Tech Task #6 said that we had to use one of the tools on the list to create a story.  My intention was to use Sketchcast, but the site wouldn’t work for me.  I tried out a few of the others, but they weren’t really doing it for me.  In the end I had simply decided to upload my own artwork onto ToonDoo to make a comic, but then I realized…that’s ridiculous.  I can just put the pictures right on my blog.

I sketched this out on paper, scanned it into my computer, and used my tablet for inking/colouring/text, so it is digital artwork.  I don’t know if that counts, but here we are in any case.

Romeo Was an Idiot…

…And Juliet Could Do So Much Better.

A.k.a. It’s Not Always the Prince Who Sweeps You Off Your Feet.

A.k.a. Don’t Trust Men in Obnoxious Yellow Capes.  (Except Robin.  Robin is Okay.)

A.k.a. I Have at least Ten Other Titles, But I Will Spare You (This Time).

(For the record, though, I don’t advocate kidnapping as the way to anyone’s heart.  Flowers probably would not actually go over very well in that situation.)

(Also, I coloured it that way on purpose; I was not just being lazy.  I like the way it looks.  So.)

….Anyways!

I think that storytelling in any capacity is invaluable in the classroom, whether it uses digital resources or not.  I have heard it said, and experienced for myself that it is true, that the best way to learn something is to teach it to someone else.  Storytelling is a way of teaching – certainly it’s one of the methods I most prefer.  Often when I set up a lesson or a presentation, I design it like an act in a play.  There’s room for audience input, obviously, but overall I know my lines and I know the direction I want to go in.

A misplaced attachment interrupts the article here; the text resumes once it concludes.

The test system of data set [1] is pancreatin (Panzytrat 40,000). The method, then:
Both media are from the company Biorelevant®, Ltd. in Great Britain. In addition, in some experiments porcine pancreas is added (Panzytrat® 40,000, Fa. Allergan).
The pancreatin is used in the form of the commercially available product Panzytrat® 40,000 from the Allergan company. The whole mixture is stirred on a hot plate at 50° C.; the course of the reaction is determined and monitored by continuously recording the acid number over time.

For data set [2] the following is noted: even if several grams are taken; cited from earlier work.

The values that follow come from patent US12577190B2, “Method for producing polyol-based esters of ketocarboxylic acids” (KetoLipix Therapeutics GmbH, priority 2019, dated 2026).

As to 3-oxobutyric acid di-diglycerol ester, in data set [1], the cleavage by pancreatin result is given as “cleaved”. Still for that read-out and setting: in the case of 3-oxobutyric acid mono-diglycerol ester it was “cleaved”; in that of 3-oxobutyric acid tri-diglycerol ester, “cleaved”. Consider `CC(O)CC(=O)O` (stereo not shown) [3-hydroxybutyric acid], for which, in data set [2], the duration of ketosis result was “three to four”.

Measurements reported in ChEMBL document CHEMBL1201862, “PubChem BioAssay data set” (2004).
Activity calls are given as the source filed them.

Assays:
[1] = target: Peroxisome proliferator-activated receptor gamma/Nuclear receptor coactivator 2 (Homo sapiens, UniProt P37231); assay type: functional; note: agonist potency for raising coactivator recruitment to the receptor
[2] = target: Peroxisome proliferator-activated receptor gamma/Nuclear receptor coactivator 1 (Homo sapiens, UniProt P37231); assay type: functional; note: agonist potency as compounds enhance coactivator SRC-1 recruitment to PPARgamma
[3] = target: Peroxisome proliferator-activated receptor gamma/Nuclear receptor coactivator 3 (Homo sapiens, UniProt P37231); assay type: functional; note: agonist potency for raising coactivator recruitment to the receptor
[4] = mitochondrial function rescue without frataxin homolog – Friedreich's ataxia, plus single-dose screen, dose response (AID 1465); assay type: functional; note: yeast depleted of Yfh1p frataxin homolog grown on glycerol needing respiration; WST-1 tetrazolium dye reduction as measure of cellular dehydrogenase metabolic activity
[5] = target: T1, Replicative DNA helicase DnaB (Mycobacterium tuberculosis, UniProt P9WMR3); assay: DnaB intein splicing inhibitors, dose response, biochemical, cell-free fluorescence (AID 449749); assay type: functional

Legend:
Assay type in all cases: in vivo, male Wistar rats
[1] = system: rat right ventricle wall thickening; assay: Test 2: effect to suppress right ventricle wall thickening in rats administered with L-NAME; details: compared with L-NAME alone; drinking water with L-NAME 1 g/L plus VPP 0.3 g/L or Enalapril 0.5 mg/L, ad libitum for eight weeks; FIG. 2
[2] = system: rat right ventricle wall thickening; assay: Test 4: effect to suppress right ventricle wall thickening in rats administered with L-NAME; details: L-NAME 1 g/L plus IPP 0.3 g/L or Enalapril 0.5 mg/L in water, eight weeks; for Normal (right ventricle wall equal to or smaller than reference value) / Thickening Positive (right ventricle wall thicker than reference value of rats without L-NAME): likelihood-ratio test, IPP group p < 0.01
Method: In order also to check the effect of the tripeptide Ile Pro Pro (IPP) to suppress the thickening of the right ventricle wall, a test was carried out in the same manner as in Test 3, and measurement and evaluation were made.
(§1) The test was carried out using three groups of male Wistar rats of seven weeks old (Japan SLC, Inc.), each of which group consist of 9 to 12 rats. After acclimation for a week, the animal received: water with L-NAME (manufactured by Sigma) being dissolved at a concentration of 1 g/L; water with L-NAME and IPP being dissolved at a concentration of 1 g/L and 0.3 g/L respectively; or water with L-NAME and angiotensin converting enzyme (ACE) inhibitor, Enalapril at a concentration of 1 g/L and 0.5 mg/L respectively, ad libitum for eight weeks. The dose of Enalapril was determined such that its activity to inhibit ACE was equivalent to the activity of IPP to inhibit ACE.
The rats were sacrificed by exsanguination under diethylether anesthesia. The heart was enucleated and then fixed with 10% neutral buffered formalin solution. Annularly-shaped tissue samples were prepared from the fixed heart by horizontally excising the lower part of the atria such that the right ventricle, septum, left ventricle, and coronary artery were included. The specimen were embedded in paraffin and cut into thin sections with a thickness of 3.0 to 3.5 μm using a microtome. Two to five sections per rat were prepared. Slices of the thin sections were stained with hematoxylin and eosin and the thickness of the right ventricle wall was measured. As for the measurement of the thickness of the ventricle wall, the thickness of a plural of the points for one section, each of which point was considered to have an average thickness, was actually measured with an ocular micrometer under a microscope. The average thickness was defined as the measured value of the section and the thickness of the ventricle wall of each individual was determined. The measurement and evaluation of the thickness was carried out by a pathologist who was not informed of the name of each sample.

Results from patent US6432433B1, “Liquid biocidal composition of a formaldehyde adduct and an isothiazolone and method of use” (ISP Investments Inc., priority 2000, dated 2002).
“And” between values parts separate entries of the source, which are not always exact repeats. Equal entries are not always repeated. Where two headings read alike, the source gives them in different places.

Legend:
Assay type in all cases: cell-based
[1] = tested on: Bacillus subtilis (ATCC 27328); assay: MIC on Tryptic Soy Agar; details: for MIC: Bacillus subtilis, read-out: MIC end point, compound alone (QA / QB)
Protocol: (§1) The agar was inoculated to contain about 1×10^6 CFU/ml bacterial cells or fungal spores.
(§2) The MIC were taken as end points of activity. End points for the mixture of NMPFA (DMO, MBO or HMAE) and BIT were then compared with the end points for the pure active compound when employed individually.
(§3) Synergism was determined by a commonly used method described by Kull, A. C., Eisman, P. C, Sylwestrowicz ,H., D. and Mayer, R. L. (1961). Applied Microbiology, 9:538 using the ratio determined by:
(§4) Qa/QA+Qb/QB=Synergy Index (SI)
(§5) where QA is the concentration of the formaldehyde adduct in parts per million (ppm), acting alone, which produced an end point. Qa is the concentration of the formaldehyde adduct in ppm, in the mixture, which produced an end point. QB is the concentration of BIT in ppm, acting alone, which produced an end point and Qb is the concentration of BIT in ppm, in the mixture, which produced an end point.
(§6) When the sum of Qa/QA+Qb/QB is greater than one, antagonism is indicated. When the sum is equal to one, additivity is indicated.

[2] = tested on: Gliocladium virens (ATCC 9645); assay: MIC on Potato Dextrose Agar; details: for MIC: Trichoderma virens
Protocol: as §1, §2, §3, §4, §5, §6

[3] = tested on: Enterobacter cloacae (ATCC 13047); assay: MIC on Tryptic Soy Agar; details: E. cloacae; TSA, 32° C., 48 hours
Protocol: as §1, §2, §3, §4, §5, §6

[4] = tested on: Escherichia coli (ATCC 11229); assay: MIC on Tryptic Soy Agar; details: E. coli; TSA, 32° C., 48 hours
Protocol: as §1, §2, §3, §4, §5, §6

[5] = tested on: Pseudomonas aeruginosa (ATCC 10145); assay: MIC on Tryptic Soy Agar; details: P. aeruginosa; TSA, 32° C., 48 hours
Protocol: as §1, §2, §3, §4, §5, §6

That’s storytelling: knowing who your audience is, what you want to say to them, how you want to say it, and what medium you want to use.  I believe that everyone should be taught the ability to tell a coherent story.  After all, from sports to politics to schools to churches to our groups of friends, we are surrounded by tales and accounts and anecdotes on all sides.

As teachers, our job is to prepare children for the world outside the classroom.  Considering the world’s trend towards digital media, then, it is quite obvious how important it is to teach them digital storytelling.

….And that’s all I have to say about that.  Have an awesome day/evening/week/etc.!

Priceless: Mexico

I was having a difficult time trying to think of an idea for this video that hadn’t already been done – weddings and graduations aren’t really my cup of tea, as these things go.  And then I realized I was idiot, because I had the perfect thing sitting right under my nose the entire time.

In the spring of 2010, my Christian Ethics teacher took some of my classmates and I (about twenty-five of us in total) on a mission trip to Vicente Guerrero, a small city of about 20, 000 people on the peninsula off the west coast of Mexico.  We spent about a week there – ten days in total, including travel – building a house for an impoverished family of four: Gorge and Angelica, and their young son and daughter, who were named after their father and mother, respectively.  We weren’t there for long, but that trip was one of the most eye-opening, astounding, disturbing, wonderful experiences of my life – it was really and truly priceless.

(I have been informed that Mrs. Therese Durston, the teacher who took us on that trip, is taking 55 grade 11 and 12 students to the Dominican Republic this year on a similar venture.  These trips take ages to organize and fundraise for, so good luck to her!)

Credit for the passport picture goes to David Yamasaki on flickr, and it can be found here.  The rest of the photos are mine from the trip.